For Kristin Fleschner ’14, running in next week’s Boston Marathon is a way to fight back against the bombing that terrorized last year’s runners. She has worked for the federal government in national security since 2008, and she’ll continue her work for the federal government after she graduates from Harvard Law School this spring.
On March 25, Ben Wizner, director of the ACLU Speech, Privacy & Technology Project, came to Harvard Law School to discuss his experience as Edward Snowden’s legal advisor at an event sponsored by the Harvard Journal of Law and Technology, Harvard National Security Law Association, Harvard Law School National Security Journal, Harvard Civil Rights-Civil Liberties Law Review, Unbound: Harvard Journal of the Legal Left, the HLS American Constitution Society and the HLS American Civil Liberties Union.
On Tuesday, Harvard Law School Professor Cass Sunstein, a member of a five-person advisory panel created by President Obama to make a sweeping review of U.S. surveillance activities, discussed the group’s efforts and the 46 recommendations it released last month, including major reforms to the way the intelligence community does business.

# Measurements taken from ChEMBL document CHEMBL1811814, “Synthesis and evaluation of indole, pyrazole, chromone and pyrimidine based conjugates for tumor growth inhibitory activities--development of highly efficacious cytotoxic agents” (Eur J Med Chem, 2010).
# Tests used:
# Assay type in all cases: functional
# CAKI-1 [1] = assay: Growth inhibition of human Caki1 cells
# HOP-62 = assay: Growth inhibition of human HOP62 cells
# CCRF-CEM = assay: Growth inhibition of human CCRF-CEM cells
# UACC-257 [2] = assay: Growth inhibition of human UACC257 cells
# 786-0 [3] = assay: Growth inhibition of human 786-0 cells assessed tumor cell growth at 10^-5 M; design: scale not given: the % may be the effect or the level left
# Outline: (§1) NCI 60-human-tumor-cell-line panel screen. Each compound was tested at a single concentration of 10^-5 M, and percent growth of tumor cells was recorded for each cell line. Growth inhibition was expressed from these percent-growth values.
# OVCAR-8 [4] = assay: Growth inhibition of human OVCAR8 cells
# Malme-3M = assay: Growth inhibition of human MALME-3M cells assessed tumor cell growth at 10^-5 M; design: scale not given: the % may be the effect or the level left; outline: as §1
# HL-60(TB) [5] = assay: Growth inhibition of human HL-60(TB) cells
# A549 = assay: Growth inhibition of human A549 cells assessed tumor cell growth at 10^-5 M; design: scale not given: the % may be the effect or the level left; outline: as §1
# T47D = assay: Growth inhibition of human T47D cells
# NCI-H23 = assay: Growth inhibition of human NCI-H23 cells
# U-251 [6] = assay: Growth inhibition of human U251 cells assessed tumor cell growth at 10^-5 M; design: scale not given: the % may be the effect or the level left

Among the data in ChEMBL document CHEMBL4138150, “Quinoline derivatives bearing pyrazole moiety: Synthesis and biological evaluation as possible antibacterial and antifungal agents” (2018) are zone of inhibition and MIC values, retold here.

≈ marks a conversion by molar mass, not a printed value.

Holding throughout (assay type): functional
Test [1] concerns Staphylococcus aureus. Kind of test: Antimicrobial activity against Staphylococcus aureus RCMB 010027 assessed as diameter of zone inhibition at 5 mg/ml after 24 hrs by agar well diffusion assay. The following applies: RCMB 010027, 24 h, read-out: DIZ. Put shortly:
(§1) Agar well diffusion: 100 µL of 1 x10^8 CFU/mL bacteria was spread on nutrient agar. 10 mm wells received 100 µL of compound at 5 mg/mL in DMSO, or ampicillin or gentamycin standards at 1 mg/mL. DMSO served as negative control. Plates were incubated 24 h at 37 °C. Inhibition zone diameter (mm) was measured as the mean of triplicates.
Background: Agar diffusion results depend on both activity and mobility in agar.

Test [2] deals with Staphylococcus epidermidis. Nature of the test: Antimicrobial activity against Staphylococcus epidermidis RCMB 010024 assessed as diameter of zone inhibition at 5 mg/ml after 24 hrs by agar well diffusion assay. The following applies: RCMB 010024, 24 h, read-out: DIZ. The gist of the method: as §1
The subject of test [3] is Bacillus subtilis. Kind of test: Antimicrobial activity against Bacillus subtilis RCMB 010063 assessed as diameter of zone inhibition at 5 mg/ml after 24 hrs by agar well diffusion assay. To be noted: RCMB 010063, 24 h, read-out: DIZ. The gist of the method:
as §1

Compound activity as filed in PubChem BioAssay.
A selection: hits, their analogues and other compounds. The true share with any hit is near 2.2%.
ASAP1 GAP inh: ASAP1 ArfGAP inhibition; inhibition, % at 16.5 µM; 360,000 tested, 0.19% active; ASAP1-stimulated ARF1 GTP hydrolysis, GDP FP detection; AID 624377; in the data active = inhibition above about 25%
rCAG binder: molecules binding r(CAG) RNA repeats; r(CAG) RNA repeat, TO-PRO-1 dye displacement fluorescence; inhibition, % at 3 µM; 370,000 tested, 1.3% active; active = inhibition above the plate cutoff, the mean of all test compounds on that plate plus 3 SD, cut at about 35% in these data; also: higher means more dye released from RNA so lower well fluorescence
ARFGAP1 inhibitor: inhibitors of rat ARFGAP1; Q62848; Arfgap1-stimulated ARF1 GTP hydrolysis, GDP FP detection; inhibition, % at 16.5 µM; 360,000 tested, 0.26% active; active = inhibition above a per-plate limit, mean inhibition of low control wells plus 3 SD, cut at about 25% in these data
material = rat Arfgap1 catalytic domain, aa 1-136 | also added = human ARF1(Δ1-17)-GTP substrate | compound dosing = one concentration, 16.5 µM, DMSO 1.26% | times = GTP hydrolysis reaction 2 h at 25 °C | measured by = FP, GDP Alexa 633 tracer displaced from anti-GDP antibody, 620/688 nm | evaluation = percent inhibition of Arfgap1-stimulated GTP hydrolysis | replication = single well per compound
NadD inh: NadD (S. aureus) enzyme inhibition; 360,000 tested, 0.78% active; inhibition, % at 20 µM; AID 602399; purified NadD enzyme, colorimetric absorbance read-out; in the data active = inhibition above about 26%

This summer, when Chelsea Manning (then known as Private Bradley Manning) was on trial for passing hundreds of thousands of documents obtained from military computers to WikiLeaks, Harvard Law Professor Yochai Benkler ’94 testified for the defense. Benkler’s work—including his 2011 case study of the legal wrangling related to WikiLeaks—has put him in the middle of the debate over the balance between civil liberties and security in a post-9/11 networked world.
On Thursday, Aug. 8, U.S. Sen. Richard Blumenthal (D-Conn.) delivered an address at Harvard Law School on proposed legislation to reform the Foreign Intelligence Surveillance Court, just hours after news outlets reported additional revelations concerning the scope of information gathered by the National Security Agency.